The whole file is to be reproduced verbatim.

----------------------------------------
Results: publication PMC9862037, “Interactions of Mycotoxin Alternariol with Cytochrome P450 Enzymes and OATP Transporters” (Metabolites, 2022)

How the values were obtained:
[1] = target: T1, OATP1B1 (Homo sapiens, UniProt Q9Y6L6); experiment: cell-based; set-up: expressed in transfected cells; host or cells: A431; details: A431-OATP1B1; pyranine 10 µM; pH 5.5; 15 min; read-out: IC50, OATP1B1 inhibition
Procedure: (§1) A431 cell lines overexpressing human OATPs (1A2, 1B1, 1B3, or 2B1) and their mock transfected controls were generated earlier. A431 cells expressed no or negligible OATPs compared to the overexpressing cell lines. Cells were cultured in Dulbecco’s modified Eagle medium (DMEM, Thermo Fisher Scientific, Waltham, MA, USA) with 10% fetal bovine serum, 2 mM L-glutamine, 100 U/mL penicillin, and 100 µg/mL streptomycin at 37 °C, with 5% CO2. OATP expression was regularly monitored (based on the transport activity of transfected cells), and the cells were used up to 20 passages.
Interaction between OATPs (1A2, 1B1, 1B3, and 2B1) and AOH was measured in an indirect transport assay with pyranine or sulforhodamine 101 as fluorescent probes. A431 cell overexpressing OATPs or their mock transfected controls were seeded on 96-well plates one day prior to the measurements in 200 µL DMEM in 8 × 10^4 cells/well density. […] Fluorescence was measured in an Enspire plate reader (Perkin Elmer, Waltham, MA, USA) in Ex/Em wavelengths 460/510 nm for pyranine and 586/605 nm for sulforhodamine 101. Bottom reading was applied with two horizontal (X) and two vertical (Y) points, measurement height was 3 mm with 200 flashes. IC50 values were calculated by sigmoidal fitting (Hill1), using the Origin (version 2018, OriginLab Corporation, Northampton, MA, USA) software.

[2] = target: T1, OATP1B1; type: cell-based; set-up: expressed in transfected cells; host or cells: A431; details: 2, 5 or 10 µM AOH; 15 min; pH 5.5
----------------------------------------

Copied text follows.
Results: publication PMC9862037, “Interactions of Mycotoxin Alternariol with Cytochrome P450 Enzymes and OATP Transporters” (Metabolites, 2022)

How the values were obtained:
[1] = target: T1, OATP1B1 (Homo sapiens, UniProt Q9Y6L6); experiment: cell-based; set-up: expressed in transfected cells; host or cells: A431; details: A431-OATP1B1; pyranine 10 µM; pH 5.5; 15 min; read-out: IC50, OATP1B1 inhibition
Procedure: (§1) A431 cell lines overexpressing human OATPs (1A2, 1B1, 1B3, or 2B1) and their mock transfected controls were generated earlier. A431 cells expressed no or negligible OATPs compared to the overexpressing cell lines. Cells were cultured in Dulbecco’s modified Eagle medium (DMEM, Thermo Fisher Scientific, Waltham, MA, USA) with 10% fetal bovine serum, 2 mM L-glutamine, 100 U/mL penicillin, and 100 µg/mL streptomycin at 37 °C, with 5% CO2. OATP expression was regularly monitored (based on the transport activity of transfected cells), and the cells were used up to 20 passages.
Interaction between OATPs (1A2, 1B1, 1B3, and 2B1) and AOH was measured in an indirect transport assay with pyranine or sulforhodamine 101 as fluorescent probes. A431 cell overexpressing OATPs or their mock transfected controls were seeded on 96-well plates one day prior to the measurements in 200 µL DMEM in 8 × 10^4 cells/well density. […] Fluorescence was measured in an Enspire plate reader (Perkin Elmer, Waltham, MA, USA) in Ex/Em wavelengths 460/510 nm for pyranine and 586/605 nm for sulforhodamine 101. Bottom reading was applied with two horizontal (X) and two vertical (Y) points, measurement height was 3 mm with 200 flashes. IC50 values were calculated by sigmoidal fitting (Hill1), using the Origin (version 2018, OriginLab Corporation, Northampton, MA, USA) software.

[2] = target: T1, OATP1B1; type: cell-based; set-up: expressed in transfected cells; host or cells: A431; details: 2, 5 or 10 µM AOH; 15 min; pH 5.5